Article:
New on the blog! A corny economics joke: “How many economists does it take to change a light bulb?” Answer: “One, if you assume a ladder.”
If you fail to see the humor, this joke reflects the sometimes dubious assumptions in economic theory when making predictions and forecasts. The latest example is the just-released Medicare Trustees Report. (For a summary of the Social Security/Medicare Trustees Report, click here.) Obama administration cheerleaders are ooing and awing over the projected unfunded liabilities (the difference between the payroll taxes and seniors' premiums used to fund Medicare and the benefit payouts.) According to the 2010 report, the Medicare shortfall into the infinite horizon is expected to be just $36.6 trillion,
less than half of last years’s reported liability of $89.3 trillion! What is going on here? Some highly skeptical assumptions based on the provisions laid out in Obamacare, that’s what. For example:
- It is assumed that physicians’ Medicare payments will be cut at least 30 percent (dubious assumption based on a Congress that has been unwilling to do this in the past).
- It is also assumed that Medicare expenditures will grow at a rate of about 1.4 percent of real GDP compared to actual real GDP growth of 1.5 percent (even more dubious since M
edicare expenditures have historically grown much faster than GDP).
One would think somebody would challenge these assumptions — and indeed they have. For the first time in Medicare Trustees' Report history, an “Illustrative Alternative Scenario” has been published by Medicare Actuaries. This shorter report reveals the doubts of CMS actuaries as expressed in the following quote:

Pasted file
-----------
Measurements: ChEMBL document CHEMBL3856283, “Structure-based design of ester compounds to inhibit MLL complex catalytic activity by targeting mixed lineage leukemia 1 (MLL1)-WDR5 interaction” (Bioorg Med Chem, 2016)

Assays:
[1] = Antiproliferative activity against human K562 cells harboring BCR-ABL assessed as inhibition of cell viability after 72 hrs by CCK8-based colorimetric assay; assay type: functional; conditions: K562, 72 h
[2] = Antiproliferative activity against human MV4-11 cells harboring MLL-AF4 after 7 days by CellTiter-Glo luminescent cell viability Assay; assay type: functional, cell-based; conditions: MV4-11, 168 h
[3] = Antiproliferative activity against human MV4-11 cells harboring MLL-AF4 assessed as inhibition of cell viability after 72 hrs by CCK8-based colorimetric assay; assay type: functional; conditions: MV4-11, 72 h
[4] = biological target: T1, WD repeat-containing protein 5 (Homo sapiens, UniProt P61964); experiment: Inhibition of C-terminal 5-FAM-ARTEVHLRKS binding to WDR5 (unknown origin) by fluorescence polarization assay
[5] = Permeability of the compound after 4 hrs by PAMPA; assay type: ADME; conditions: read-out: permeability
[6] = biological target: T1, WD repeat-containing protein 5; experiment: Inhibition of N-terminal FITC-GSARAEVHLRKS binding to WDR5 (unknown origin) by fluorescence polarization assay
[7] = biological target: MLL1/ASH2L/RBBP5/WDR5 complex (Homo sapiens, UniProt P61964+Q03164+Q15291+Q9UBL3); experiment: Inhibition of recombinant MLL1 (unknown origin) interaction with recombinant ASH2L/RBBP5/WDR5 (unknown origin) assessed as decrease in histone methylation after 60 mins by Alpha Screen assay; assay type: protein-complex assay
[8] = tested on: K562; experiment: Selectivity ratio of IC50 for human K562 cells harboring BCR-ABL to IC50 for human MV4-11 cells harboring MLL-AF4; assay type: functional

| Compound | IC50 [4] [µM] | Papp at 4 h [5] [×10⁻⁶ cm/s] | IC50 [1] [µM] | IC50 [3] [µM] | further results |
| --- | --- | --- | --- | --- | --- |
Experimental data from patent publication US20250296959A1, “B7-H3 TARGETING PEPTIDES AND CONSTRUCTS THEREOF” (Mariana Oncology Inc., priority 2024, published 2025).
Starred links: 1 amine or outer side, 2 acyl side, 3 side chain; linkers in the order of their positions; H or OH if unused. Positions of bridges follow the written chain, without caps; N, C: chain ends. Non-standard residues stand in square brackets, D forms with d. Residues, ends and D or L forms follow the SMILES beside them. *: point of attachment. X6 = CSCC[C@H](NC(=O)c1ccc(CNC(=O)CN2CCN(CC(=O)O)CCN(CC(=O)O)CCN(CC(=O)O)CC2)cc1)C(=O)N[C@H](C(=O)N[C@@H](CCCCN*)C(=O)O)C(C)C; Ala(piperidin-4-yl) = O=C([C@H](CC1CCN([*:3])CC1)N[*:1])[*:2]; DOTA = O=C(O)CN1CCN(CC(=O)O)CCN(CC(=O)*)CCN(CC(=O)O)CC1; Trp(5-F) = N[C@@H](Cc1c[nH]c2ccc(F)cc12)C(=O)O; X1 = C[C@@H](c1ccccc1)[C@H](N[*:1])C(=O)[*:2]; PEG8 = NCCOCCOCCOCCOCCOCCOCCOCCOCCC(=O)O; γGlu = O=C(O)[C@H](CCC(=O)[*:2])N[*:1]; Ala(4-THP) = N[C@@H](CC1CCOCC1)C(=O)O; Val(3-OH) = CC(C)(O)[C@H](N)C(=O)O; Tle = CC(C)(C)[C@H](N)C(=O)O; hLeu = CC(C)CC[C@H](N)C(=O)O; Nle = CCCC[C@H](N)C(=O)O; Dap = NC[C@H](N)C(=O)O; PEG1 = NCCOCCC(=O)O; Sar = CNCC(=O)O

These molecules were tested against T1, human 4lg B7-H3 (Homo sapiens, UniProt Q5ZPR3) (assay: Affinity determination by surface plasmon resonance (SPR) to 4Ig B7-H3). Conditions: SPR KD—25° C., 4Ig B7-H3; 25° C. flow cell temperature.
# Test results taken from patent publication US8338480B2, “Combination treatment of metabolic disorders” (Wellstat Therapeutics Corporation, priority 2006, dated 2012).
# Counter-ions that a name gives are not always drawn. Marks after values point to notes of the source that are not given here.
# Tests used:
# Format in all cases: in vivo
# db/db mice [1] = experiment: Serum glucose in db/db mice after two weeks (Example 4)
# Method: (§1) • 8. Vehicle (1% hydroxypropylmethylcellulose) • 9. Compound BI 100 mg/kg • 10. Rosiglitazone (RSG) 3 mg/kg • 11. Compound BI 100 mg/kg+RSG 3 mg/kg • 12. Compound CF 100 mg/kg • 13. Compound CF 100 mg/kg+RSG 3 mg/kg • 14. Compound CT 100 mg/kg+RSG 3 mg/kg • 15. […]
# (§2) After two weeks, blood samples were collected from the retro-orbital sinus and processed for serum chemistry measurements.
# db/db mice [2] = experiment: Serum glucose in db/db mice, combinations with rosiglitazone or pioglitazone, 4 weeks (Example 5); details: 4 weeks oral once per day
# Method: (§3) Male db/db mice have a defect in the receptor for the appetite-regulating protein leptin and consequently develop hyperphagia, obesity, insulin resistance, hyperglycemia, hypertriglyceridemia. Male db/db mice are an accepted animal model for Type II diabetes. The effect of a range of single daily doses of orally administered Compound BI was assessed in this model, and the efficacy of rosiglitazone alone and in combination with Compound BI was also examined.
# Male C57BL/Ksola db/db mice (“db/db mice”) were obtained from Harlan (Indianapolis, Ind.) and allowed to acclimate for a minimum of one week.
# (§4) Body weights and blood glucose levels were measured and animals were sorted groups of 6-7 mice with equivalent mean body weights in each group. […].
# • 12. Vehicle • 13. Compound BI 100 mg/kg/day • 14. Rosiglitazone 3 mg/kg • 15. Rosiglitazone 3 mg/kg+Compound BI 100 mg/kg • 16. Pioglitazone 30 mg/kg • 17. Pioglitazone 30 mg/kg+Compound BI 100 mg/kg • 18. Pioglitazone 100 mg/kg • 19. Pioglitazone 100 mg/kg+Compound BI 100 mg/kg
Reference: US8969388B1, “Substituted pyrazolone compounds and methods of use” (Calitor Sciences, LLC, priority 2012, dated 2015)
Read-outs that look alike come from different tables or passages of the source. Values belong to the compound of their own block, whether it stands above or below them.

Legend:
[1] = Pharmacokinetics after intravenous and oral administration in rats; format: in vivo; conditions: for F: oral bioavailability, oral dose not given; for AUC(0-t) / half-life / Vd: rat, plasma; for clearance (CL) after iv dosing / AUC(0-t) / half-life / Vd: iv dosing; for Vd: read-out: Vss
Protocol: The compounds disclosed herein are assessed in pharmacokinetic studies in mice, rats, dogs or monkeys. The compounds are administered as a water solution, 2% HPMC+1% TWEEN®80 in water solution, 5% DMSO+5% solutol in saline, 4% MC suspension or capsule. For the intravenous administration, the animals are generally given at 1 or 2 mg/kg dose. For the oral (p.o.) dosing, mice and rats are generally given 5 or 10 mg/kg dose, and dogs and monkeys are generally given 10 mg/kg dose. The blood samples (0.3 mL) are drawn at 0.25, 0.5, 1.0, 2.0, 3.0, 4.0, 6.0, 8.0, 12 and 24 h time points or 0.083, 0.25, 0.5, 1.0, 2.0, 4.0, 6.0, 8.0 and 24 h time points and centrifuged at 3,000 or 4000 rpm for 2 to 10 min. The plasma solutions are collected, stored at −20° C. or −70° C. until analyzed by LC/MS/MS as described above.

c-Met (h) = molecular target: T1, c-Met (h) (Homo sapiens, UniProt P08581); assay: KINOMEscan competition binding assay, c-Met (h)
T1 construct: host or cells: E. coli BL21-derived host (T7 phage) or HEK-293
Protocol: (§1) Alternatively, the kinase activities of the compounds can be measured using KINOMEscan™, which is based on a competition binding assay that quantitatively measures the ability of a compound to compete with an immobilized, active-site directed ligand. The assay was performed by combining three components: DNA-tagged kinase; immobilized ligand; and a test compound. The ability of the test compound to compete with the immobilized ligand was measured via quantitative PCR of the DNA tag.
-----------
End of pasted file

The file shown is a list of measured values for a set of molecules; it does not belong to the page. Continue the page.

“The Trustees Report is necessarily based on current law; as a result of questions regarding the operations of certain Medicare provisions, however, the projections shown in the report do not represent the 'best estimate' of actual future Medicare expenditures.”
In the Illustrative Alternative, Figure 4 shows how far off the new projections are from the projections in the 2010 Trustees Report. Medicare expenditures are estimated to consume about 6.5 percent of GDP in 2080. says the 2010 Trustees Report (compared to just over 9 percent in for the same period in the 2009 Trustees Report). When the actuaries use Medicare fee payment assumptions they believe will actually occur, the percent of GDP rises to nearly 11 percent in 2080.
To put it bluntly, the Medicare Trustees Report is ripe with…um…wildly optimistic projections (I could think of other terms, but this is a family blog). No amount of rosy press coverage or administration cheerleading is going to hide this fact.